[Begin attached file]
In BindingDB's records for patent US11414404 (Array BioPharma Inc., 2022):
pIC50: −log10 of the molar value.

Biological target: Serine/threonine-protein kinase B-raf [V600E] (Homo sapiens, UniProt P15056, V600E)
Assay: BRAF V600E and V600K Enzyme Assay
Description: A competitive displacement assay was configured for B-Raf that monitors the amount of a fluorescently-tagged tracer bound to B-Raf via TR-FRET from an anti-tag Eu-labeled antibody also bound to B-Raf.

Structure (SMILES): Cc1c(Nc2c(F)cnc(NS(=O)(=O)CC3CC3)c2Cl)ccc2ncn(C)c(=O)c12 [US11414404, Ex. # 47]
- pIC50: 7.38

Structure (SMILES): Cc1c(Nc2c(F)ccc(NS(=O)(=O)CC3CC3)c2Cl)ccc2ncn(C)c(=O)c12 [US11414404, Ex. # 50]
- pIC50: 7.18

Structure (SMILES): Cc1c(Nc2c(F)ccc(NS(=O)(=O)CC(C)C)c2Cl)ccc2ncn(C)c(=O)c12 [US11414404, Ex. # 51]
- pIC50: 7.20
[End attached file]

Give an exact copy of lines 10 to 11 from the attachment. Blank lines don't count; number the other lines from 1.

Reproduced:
Structure (SMILES): Cc1c(Nc2c(F)ccc(NS(=O)(=O)CC(C)C)c2Cl)ccc2ncn(C)c(=O)c12 [US11414404, Ex. # 51]
- pIC50: 7.20